Lord of the Law

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Coke’s influence over his colleagues lay not alone in his courage and blunt speaking but in the ease he had developed from long experience, the advocate’s quick shift from mood to mood. Coke could be funny when he chose. And he chose often—told stories, jokes, anecdotes, and made the houses laugh. A plain countryman by birth and breeding, Coke’s similes came from the everyday life the Commoners knew—the dance called Almagne; the tasteless spice, Herb-John, which cooks tossed in every pot. “Like Herb-John, neither good nor bad,” he said of one proposal; and of the suggestion to postpone certain bills to autumn session, “It would be too great an Almagne leap betwixt this and Allhallowtide; the bills would take wind.”

A house that smiles is a house softened to reason. Prince Charles sat with the Lords, a sober, proud young man who had little sympathy for the country faction. Yet even Charles declared he could not have enough of Coke’s speaking, “was never weary with hearing him, he mingled mirth with business to so good purpose.” “If it please your Grace,” Coke said, “there is no danger in a merry man but only in a sullen and melancholy, as Caesar feared not Brutus, but pale and sad Cassius.”

But Brutus too can be dangerous; it was the last time a Stuart prince had words of praise for Sir Edward. In James’s mind free speech, for instance, was a matter conferred upon the Commons by Majesty, a matter not of right but of grace, to be granted after humble petition, and depending for its maintenance on good behavior. This bold Norfolk lawyer used the word rights when he should have said by the King’s grace. “Take heed,” Coke told the lower house, “that we lose not our liberties by petitioning for liberty to treat of grievances.” King James loathed all Parliaments; this was the first session he had called in seven years (since 1614). He desperately needed money, the fat taxation that could come only by the Commons’ vote. But Coke persisted in reminding the Lords that Parliaments, according to the ancient laws of England, should meet often. King Alfred, Coke said confidently, had ordained two Parliaments to be held each year; Edward I and III had been equally eager for their Parliaments to meet “for redressing mischiefs and grievances.”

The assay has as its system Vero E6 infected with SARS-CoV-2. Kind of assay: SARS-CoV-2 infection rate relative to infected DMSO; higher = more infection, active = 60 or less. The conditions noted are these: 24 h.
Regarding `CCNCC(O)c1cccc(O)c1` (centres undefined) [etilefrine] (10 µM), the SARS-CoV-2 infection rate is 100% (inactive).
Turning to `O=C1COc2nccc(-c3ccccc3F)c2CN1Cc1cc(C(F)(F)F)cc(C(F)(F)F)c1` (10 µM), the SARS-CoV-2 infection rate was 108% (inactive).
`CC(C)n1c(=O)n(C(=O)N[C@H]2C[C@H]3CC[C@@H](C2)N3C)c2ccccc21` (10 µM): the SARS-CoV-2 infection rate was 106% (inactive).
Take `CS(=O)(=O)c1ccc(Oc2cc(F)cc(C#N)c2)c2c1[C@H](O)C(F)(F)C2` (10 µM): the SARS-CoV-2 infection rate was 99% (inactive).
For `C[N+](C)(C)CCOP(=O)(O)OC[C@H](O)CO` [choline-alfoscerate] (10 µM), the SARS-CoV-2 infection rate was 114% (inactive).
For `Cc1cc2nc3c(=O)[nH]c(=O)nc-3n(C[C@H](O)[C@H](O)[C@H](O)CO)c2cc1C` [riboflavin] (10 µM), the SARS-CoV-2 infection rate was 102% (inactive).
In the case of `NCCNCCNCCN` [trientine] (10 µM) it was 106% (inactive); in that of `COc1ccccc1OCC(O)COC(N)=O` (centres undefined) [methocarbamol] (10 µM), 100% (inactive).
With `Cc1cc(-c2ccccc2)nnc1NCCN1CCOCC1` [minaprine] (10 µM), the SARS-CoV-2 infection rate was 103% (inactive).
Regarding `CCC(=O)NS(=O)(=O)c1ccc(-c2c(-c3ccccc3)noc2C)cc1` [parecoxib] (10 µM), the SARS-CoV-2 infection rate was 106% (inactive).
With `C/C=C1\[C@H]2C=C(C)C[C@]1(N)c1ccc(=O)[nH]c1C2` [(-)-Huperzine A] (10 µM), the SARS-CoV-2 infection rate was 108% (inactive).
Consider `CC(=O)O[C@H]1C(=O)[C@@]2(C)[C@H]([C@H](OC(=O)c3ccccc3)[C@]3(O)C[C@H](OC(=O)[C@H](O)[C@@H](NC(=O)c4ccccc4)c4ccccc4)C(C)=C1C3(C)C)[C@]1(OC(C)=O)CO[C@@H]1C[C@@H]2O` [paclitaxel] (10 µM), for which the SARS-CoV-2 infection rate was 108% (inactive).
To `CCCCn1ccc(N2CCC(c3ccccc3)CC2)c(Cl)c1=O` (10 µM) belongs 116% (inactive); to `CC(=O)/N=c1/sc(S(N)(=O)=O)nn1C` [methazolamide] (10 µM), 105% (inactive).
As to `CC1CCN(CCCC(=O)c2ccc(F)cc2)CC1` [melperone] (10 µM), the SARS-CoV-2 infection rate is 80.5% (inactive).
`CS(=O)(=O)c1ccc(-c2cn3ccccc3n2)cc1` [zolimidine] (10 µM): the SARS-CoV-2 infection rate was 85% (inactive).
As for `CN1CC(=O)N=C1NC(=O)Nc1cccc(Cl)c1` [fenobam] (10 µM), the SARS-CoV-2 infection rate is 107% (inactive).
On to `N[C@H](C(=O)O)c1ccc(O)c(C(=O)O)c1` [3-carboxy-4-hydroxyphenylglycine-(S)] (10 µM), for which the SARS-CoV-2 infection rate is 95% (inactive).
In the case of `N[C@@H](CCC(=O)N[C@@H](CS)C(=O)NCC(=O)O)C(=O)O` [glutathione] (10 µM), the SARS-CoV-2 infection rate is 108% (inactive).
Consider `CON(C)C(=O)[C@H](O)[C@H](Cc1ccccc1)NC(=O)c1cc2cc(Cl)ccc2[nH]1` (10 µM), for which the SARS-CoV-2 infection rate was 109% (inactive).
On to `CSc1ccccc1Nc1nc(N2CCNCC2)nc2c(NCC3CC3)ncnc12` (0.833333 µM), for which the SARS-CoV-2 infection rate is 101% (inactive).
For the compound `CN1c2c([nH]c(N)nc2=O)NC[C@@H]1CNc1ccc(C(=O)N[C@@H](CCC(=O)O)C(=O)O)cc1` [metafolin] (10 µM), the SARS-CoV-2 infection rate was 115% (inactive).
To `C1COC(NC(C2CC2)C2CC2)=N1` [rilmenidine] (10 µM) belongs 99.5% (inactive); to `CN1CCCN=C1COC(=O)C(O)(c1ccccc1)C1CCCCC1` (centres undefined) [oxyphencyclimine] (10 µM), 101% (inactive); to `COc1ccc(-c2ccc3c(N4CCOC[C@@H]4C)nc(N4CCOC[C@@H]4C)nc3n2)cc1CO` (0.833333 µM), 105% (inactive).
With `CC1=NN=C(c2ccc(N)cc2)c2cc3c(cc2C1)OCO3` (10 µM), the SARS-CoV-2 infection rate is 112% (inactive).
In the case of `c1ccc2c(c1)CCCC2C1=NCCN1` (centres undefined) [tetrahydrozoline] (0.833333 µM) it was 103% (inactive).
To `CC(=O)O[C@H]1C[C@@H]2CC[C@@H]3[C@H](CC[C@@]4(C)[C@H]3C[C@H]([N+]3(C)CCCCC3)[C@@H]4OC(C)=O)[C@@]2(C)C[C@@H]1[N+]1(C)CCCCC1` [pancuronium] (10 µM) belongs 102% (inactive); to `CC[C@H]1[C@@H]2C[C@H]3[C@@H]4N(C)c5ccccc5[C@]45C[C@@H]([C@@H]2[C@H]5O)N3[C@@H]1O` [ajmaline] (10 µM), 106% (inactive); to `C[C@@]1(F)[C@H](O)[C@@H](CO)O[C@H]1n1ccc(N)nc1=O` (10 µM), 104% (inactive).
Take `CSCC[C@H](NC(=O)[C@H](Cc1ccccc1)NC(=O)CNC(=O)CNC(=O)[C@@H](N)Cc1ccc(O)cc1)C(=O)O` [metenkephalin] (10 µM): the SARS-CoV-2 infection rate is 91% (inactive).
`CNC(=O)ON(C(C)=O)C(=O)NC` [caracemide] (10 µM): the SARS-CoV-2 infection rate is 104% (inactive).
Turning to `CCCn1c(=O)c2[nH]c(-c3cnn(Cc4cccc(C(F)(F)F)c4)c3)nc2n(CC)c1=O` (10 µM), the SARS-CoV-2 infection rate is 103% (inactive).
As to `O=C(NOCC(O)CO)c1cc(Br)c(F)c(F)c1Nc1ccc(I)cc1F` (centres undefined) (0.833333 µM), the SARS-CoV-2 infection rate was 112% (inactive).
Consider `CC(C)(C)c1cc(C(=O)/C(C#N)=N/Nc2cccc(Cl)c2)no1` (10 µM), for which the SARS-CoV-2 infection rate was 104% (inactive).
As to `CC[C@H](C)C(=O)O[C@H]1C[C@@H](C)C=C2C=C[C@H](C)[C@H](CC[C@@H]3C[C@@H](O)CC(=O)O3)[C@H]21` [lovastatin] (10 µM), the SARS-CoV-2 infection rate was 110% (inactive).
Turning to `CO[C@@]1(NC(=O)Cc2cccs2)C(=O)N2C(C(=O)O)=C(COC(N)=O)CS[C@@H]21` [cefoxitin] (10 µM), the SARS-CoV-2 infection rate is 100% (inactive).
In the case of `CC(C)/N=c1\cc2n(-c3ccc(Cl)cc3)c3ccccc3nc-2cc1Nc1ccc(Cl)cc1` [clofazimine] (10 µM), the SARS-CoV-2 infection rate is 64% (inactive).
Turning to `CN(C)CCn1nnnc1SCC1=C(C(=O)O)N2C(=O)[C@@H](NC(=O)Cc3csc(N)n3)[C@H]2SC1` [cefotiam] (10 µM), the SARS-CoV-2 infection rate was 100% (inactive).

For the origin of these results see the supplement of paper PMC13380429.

The words met with a clamor of dissent from high circles. Where was Coke’s authority for such statements? Surely, he had invented them! Three days later, Coke brought his precedents to the Lords “in a book,” wrote a diarist, “because he was suspected by some malevolent persons to have devised them of his own head.” Coke read them and the Lords cleared him. As the Commons grew more knowledgeable and thereby more insolent, James grew angrier. In December, 1621, he adjourned Parliament, sent Coke to the Tower and kept him for nearly seven months in close confinement, none permitted access except the King’s messengers. “Twenty-six weeks and five dayes,” as Coke recorded it. Allowed no books, Sir Edward, like any forgotten prisoner, wrote verses with a piece of coal. Latin verses, they were, about the roaring of the Tower lions in their pit, the damp reeking walls so near the river, the prison stink. Heu! horridus ille locus —“May God return me one day to my small house in Norfolk!” In August Coke was freed; perhaps James considered it more politic to let him go, a man so much admired in the country. Coke returned to full activity and sat in the Parliaments of 1624 and 1625. But in 1626 the King kept him out by a ruse, the well-known strategy of naming him high sheriff of his county. During their one year’s tenure, high sheriffs could not sit in Parliament.

It was in the famous session of 1628 that Coke rose to his true stature. This was the Parliament which, after much turmoil and hazard, presented to the King that Petition of Right that has been called one of the three great documents of English history—and which served as model for our own patriot forefathers in the Continental Congress. King Charles, son of James I, desperately in need of money, had been attempting to tax the country by way of forced loans. Men who refused payment were thrown in jail; the principal gentry summoned by hundreds to London to answer for their disobedience. Whole counties were aroused. The plight of the Refusers, as they were called, became a cause célèbre; when the Refusers were finally released from prison their counties returned them to Parliament with cheers and unanimity.